Wall St. darling Motif raises another $35M from JPMorgan and others for its thematic investment platform

By Michael Carney , written on May 8, 2014

From The News Desk

Not long ago, the notion of trading shares of stock electronically was a foreign concept. Today, not doing so would be considered odd. So maybe it should come as no surprise that consumers are looking beyond traditional brokerages to next-generation to financial technology startups for new and more approachable ways to manage investments.

One of the most innovative companies in this category is Motif Investing, a low-cost trading platform that supports idea- or theme-based investing. For example, using Motif, it’s possible to invest in a basket of stocks positioned to benefit from Obamacare, those capitalizing on the current robotics revolution, those inversely correlated with inflation, or those involved in 3D printing, among dozens of other concepts. The company offers a variety of these readymade motifs and also allows users to create their own, each of which can contain up to 30 individual stocks and can be purchased, and subsequently rebalanced, for a flat fee of $9.95.

With consumers and financial advisors alike flocking to the service, investors have duly taken notice. Today, the four-year-old San Mateo-based company announced a $35 million Series D round of funding led by JPMorgan Chase & Co, with participation from Wicklow Capital and Balderton Capital, as well as previous investors Goldman Sachs, Foundation Capital, Ignition Partners, and Norwest Venture Partners. The round brings the company’s total funding to date to $86 million.

The involvement of two of Wall Street’s most highly regarded investment banks means more than just cash for Motif. It means credibility and likely future business. The company is currently negotiating commercial licensing deals with both JPMorgan and Goldman Sachs, co-founder and CEO Hardeep Walia says, deals that it will likely duplicate elsewhere within the industry.

In conjunction with this financing, Motif announced plans to expand internationally, with an initial focus on the UK and Europe. Additionally, the company has introduced a new wealth management product. The Motif Advisor Platform will allow financial advisors – presumably independents – to manage the accounts of multiple clients from a single interface and under a flat-fee model of $20 to $50 per month, per client, depending on asset sizes.

“Our goal is to use software to strip away the non-value-creating parts of every advisor’s day-to-day work,” Walia says.

This will be a welcome alternative to the process of advisors creating a new consumer account for each of their clients, something that Walia says has been a common, but obviously inefficient practice. The new platform, which supports digital client on-boarding, automated portfolio rebalancing, and other efficiency-driving tools received the “Best of Show” award when debuting at last month’s FinovateSpring conference.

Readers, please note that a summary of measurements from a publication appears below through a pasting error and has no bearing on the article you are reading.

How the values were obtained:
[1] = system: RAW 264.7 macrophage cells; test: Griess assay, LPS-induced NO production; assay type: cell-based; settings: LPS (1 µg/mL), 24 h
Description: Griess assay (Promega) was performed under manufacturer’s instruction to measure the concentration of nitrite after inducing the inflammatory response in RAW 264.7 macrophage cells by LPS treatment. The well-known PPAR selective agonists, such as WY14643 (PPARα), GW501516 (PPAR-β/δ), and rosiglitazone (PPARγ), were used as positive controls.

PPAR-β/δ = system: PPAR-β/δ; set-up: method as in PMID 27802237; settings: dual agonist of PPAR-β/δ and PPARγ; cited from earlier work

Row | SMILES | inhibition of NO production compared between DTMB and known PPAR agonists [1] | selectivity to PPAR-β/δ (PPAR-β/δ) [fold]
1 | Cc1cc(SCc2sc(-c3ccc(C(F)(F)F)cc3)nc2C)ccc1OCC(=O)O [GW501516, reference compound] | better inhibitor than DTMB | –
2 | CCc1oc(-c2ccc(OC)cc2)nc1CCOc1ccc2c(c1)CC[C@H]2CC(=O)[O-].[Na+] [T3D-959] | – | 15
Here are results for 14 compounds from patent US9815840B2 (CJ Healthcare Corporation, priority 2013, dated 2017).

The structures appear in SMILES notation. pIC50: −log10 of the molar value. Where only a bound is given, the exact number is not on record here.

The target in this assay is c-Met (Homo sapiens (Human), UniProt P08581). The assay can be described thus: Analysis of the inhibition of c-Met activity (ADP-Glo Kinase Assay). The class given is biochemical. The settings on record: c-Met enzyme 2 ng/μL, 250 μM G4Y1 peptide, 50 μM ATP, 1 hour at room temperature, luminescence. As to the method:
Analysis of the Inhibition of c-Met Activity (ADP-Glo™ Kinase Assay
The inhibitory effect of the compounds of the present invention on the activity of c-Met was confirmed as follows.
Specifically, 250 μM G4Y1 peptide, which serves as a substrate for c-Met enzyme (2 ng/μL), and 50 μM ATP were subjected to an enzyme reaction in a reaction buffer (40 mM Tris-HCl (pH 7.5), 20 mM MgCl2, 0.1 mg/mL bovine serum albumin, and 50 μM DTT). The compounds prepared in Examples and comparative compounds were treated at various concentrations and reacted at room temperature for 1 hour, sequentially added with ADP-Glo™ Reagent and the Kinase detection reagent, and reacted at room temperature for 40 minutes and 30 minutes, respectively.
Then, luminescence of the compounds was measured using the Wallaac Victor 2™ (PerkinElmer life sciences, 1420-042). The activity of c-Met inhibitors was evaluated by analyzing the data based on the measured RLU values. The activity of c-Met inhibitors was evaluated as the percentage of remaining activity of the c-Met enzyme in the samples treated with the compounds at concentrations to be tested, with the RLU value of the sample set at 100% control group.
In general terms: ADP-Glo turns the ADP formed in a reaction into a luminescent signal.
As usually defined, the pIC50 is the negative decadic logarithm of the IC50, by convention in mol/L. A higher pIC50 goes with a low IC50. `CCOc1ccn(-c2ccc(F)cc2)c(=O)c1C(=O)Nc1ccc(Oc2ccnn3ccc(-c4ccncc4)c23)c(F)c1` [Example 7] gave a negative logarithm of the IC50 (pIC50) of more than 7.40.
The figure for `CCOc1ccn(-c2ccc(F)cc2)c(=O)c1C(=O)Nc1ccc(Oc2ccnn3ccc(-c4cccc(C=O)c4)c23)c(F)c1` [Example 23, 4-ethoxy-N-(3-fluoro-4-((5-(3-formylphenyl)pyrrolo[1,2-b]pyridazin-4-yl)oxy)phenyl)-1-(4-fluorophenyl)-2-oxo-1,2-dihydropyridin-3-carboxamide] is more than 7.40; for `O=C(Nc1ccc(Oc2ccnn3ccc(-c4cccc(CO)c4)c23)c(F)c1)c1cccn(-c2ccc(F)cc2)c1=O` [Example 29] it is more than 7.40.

“On the most basic level, [Motif] saves me a staggering amount of time, and it’s very simple to use,” says Jamieson Capital Advisors investment advisor Ross Almlie. “Then you dig in and look at the level of sophistication and the associated costs savings. I view this as a ‘must have’ service.”

For those consumers who wish to manage their own portfolios, Motif has introduced a no trading commission, no advisory fee option called Horizon motifs. Users can either invest in these pre-defined asset allocations as they exist, or pay a fee of $9.95 to customize their weighting.

The next big area of innovation will be centered around risk-modeling and hedging, according to Walia. “We know that we need to do everything possible to deliver peace of mind,” Walia says.

Motif has made more progress than most companies at demystifying the stock investing process. Some have even taken to describing its platform as “Pinterest for stock picking.” The paint-by-numbers approach is certainly appealing to a wide demographic. The issue is, this appeal will only last as long as the thematic investment approach proves effective at making them money. The one sure thing is that investors will be well served by all the fees they save by choosing Motif over a traditional brokerage. Whether the company’s simplicity-focused approach can translate those savings into investment returns remains to be seen.

“We gave a fun product that people really love,” Walia says. “But underneath, what we’re actually doing is rewriting the fundamentals of the investment landscape.”

The brokerage business is worth billions of dollars. If Motif really has built a better mousetrap, then expect the profits to beat a path toward its door.